Brazil’s only anti-doping lab suspended despite million dollar upgrade

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Rio's only anti-doping lab suspended despite million dollar upgrade

Just weeks before Rio de Janeiro hosts the Olympics, the city’s anti-doping laboratory, which regained its international accreditation last year, has been suspended by the World Anti-Doping agency.

CCTV America’s Lucrecia Franco reports from Rio. Follow Lucrecia C. Franco on Twitter @LucreciaFranco

Brazil’s only anti-doping lab suspended despite million dollar upgrade

Brazil’s only anti-doping lab suspended despite million dollar upgrade

It was the only accredited anti-doping laboratory in Brazil and was supposed to operate 24/7 during the Rio 2016 Olympic Games. CCTV America’s Lucrecia Franco reports from Rio.

It was the only accredited anti-doping laboratory in Brazil — revamped at a cost of about $60 million — and was supposed to operate 24/7 during the Rio 2016 Olympic Games.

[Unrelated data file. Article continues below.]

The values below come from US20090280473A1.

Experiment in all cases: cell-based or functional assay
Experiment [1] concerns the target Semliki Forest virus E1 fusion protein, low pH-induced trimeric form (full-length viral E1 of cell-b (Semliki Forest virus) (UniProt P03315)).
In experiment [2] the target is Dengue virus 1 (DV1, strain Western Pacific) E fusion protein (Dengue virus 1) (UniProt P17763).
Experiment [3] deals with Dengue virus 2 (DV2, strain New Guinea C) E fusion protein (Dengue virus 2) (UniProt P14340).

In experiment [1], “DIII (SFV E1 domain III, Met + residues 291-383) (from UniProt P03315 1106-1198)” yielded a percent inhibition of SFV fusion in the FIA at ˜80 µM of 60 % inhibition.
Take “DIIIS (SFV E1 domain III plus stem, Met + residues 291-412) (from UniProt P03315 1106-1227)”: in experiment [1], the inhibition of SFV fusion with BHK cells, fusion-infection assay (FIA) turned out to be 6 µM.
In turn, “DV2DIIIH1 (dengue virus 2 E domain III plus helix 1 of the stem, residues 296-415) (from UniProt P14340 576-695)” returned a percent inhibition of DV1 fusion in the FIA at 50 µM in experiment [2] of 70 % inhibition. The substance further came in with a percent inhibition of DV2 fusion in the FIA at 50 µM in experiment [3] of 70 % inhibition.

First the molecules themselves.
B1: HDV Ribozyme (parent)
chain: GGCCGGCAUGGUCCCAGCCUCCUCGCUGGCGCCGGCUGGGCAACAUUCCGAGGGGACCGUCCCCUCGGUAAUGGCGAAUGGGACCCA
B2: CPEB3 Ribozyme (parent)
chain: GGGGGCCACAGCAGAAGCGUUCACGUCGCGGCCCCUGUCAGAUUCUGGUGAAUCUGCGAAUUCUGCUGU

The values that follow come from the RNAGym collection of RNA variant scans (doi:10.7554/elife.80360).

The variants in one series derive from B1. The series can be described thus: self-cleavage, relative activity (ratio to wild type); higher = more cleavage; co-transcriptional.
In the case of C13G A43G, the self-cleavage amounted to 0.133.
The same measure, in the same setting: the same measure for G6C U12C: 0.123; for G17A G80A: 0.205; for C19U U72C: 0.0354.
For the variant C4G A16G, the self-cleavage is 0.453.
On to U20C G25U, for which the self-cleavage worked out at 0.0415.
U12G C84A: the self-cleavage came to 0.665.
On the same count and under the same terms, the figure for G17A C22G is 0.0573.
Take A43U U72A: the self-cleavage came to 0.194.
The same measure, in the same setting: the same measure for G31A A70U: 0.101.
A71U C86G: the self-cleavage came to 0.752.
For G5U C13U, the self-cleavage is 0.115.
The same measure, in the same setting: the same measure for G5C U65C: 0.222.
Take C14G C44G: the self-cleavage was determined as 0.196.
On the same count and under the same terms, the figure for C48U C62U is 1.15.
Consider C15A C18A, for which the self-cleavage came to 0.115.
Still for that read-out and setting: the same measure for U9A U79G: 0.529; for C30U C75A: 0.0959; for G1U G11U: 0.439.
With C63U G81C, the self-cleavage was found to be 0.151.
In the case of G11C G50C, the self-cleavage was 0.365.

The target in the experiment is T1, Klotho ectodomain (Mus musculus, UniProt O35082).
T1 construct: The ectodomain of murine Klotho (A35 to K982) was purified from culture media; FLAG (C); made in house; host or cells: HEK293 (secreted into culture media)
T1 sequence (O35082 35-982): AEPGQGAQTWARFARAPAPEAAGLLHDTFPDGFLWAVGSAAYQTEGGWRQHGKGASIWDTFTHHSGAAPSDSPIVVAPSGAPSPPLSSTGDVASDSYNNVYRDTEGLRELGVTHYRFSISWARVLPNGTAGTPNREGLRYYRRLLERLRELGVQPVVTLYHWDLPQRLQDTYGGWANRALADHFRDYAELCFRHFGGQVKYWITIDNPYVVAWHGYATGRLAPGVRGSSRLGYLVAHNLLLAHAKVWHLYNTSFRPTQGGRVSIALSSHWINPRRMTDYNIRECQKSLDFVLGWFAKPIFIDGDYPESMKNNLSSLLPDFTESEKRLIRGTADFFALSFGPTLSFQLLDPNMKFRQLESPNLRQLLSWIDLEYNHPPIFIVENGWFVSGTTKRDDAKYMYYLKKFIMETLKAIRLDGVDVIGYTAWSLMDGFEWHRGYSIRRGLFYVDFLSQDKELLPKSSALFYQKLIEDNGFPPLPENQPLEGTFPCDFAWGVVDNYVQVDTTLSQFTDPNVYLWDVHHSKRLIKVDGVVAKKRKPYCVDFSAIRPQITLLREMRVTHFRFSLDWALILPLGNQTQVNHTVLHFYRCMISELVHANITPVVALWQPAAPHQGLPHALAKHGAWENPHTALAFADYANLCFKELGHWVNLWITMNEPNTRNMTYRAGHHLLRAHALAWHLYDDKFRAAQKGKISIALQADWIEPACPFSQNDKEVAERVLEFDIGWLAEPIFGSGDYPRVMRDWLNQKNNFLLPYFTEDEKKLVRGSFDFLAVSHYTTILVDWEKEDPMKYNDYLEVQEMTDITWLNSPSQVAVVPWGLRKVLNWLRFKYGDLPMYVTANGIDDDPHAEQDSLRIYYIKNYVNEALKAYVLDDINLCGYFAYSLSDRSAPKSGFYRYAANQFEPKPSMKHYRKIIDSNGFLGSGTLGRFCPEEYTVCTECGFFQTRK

The lab, on Rio’s Federal University campus, regained its accreditation in May 2015 coming off a three-year suspension for outdated equipment.

Now, just weeks before the games begin, it’s shut again.

WADA said in a statement that samples will be transported “securely, promptly and with demonstrable chain of custody to another WADA-accredited laboratory worldwide.”

The ban prohibiting the Rio lab from carrying out tests on urine and blood samples will remain in effect for six months or until the WADA reviews the case. But Rio 2016 organizers said they believe the issue will be solved in time.

“We are waiting instructions from WADA on how they want the doping control to be performed for the Rio 2016 games,” Mario Andrada, Rio 2016 spokesperson, said. “We believe that despite the short time we have for the games it will be possible and mandatory for us to have a system.”

Though the lab can appeal, during the 2014 World Cup in Brazil, samples from football players were tested in Lausanne, Switzerland.

Andrada said the same solution hasn’t been ruled out for the Olympics.

“One possibility that we have if WADA so decides is that we ship the samples abroad to be tested by a foreign laboratory,” Andrada said. “It is not a big deal for us because we have supports of the local airline, so we can transport the samples in our daily flights to Europe or the U.S.”

Though Rio 2016 organizers admit the sudden suspension of Rio’s brand new lab is a blow for the host city, they said they’re 100 percent committed to a clean games.